"I'd never seen anything like this," said Dr. Vinita Dubey, Toronto's associate medical officer of health. "The fact that so many came back positive shows how contaminated the source was."
She said the samples of meat were unopened, ruling out any contamination from food handlers in the institutions.
"From a public health perspective, it means that someone could open the package and eat and it would have already had that level of contamination in it without (the) impacts of dirty hands or knife."
Positive tests show up on meat with "best before" dates ranging from early August to Oct. 1, which suggests the meat from the North York plant was being contaminated over nearly two months, said the University of Manitoba's Holley.
"Whatever the defect was here, it had to be a continuing source of contamination. There had to be a reservoir of the bacteria growing."
The particular strain listed in the test results – 1/2a – is considered one of the most dangerous because of its ability to survive in vacuum packages and because of its ability to resist digestion by white blood cells. This strain, along with strains 1/2b and 4b, are responsible for about 98 per cent of human listeriosis cases involving food.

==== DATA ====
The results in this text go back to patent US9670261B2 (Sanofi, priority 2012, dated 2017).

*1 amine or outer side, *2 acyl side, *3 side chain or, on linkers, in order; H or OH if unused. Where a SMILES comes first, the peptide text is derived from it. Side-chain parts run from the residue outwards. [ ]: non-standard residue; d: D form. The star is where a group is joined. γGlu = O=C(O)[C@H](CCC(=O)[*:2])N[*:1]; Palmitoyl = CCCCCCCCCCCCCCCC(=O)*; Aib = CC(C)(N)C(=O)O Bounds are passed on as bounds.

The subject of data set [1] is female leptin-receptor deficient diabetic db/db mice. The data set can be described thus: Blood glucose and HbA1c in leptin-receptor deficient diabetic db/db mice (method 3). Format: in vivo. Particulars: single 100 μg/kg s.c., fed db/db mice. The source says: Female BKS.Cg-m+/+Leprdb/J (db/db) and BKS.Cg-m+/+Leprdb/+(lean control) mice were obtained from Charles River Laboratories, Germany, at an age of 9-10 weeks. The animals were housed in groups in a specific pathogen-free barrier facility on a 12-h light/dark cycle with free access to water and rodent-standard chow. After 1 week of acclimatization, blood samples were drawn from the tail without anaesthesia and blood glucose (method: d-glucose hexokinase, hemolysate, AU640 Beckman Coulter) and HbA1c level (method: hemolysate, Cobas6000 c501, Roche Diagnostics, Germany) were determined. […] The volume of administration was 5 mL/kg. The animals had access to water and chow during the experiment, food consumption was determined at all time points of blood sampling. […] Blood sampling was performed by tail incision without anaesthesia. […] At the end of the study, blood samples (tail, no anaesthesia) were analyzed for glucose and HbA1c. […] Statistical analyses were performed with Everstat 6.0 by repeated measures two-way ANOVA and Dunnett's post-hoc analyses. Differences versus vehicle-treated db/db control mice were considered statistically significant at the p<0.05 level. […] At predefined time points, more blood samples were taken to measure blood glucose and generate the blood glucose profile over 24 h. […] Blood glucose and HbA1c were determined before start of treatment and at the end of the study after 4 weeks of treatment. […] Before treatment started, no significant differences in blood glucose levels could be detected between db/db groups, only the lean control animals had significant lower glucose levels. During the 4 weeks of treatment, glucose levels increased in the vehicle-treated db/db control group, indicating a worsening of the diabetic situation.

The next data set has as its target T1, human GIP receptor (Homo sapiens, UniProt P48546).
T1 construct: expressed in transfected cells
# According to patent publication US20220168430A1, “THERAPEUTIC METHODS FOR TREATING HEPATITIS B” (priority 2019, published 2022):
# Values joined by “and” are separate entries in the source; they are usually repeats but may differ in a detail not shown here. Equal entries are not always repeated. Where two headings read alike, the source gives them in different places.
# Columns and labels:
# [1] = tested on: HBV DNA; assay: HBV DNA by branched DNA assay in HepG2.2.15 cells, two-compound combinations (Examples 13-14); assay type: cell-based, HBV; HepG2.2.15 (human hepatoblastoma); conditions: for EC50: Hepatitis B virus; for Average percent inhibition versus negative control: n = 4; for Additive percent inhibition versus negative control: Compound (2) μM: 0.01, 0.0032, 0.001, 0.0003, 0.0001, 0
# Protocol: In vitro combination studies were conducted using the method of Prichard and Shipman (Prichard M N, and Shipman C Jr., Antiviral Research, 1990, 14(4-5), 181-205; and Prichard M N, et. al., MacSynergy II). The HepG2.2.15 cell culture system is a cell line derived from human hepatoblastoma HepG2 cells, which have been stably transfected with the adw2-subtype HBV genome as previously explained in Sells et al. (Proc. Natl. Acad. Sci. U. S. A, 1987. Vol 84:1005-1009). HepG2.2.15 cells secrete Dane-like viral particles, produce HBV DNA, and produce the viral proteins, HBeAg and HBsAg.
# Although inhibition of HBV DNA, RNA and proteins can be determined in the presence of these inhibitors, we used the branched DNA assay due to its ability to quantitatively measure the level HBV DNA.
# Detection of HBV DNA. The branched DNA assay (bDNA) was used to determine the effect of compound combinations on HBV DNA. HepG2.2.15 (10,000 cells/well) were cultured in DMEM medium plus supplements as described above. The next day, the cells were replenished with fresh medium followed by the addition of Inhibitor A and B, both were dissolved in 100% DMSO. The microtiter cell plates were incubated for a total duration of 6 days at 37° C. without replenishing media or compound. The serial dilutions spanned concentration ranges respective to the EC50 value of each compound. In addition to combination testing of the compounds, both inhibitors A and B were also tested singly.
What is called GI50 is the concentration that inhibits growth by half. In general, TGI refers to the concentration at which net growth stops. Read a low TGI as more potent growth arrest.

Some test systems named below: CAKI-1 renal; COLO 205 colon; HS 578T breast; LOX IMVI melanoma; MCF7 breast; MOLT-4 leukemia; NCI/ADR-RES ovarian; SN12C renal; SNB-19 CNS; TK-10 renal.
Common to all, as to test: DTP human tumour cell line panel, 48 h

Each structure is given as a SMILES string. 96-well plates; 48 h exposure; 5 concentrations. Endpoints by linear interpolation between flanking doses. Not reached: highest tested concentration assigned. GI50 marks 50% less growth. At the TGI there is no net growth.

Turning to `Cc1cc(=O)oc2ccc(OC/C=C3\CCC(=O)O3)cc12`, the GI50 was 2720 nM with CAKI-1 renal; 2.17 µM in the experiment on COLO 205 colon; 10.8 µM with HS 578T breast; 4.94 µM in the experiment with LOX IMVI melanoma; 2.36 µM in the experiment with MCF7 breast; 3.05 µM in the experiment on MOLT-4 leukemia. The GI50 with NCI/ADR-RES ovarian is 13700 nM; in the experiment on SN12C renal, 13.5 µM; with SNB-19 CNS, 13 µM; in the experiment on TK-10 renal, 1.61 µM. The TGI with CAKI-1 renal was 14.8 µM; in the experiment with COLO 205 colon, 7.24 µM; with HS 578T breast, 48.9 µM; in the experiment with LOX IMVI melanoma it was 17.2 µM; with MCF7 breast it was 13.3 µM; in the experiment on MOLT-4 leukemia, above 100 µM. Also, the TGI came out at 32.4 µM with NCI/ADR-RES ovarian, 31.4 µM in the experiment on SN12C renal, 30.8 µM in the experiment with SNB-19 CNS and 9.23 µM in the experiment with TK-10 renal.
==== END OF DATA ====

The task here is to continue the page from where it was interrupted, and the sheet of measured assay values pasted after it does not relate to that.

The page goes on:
The test results from mid-August are actually the second round of meat samples that Toronto Public Health collected during the course of the expanding investigation.
In late July, inspectors collected meat samples from a North York nursing home where two people were reported as ill with listeriosis – a highly unusual event.
Samples from that home were collected July 21, says Toronto Public Health's Dubey. But the testing process – which included sending the meat to a lab in Ottawa and then to a second federal lab in Winnipeg – took more than two weeks.
Results didn't come back until Aug. 5. They showed five of the 11 samples were positive for the listeria bacterium. Experts say, on average, no more than 3 to 5 per cent of samples should test positive.
Yet it would be another 12 days and another round of meat tests before a public recall was announced by the CFIA, on Aug. 17; it was vastly expanded a few days later.
Linda Smith, a spokesperson for Maple Leaf, said the company was informed of the second batch of test results on the evening of Aug. 16.